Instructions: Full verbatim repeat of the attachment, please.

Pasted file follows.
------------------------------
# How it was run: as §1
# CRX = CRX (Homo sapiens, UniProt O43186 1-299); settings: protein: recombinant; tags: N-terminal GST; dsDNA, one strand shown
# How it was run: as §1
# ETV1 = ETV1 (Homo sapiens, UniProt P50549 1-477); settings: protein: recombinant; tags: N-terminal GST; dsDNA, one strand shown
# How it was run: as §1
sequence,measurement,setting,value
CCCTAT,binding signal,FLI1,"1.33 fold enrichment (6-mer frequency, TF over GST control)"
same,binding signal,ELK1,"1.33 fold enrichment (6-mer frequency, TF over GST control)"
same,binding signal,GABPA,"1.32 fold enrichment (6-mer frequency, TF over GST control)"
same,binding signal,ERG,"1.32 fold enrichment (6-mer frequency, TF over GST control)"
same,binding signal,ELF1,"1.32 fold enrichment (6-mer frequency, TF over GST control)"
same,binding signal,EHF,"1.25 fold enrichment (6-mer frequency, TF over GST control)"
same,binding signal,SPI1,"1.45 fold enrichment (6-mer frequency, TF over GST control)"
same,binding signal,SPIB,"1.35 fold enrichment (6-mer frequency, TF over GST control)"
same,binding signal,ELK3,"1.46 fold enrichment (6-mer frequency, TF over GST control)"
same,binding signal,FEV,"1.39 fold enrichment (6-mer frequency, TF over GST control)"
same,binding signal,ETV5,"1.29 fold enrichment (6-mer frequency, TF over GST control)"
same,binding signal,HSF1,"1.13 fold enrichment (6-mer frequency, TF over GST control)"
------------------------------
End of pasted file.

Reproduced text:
# How it was run: as §1
# CRX = CRX (Homo sapiens, UniProt O43186 1-299); settings: protein: recombinant; tags: N-terminal GST; dsDNA, one strand shown
# How it was run: as §1
# ETV1 = ETV1 (Homo sapiens, UniProt P50549 1-477); settings: protein: recombinant; tags: N-terminal GST; dsDNA, one strand shown
# How it was run: as §1
sequence,measurement,setting,value
CCCTAT,binding signal,FLI1,"1.33 fold enrichment (6-mer frequency, TF over GST control)"
same,binding signal,ELK1,"1.33 fold enrichment (6-mer frequency, TF over GST control)"
same,binding signal,GABPA,"1.32 fold enrichment (6-mer frequency, TF over GST control)"
same,binding signal,ERG,"1.32 fold enrichment (6-mer frequency, TF over GST control)"
same,binding signal,ELF1,"1.32 fold enrichment (6-mer frequency, TF over GST control)"
same,binding signal,EHF,"1.25 fold enrichment (6-mer frequency, TF over GST control)"
same,binding signal,SPI1,"1.45 fold enrichment (6-mer frequency, TF over GST control)"
same,binding signal,SPIB,"1.35 fold enrichment (6-mer frequency, TF over GST control)"
same,binding signal,ELK3,"1.46 fold enrichment (6-mer frequency, TF over GST control)"
same,binding signal,FEV,"1.39 fold enrichment (6-mer frequency, TF over GST control)"
same,binding signal,ETV5,"1.29 fold enrichment (6-mer frequency, TF over GST control)"
same,binding signal,HSF1,"1.13 fold enrichment (6-mer frequency, TF over GST control)"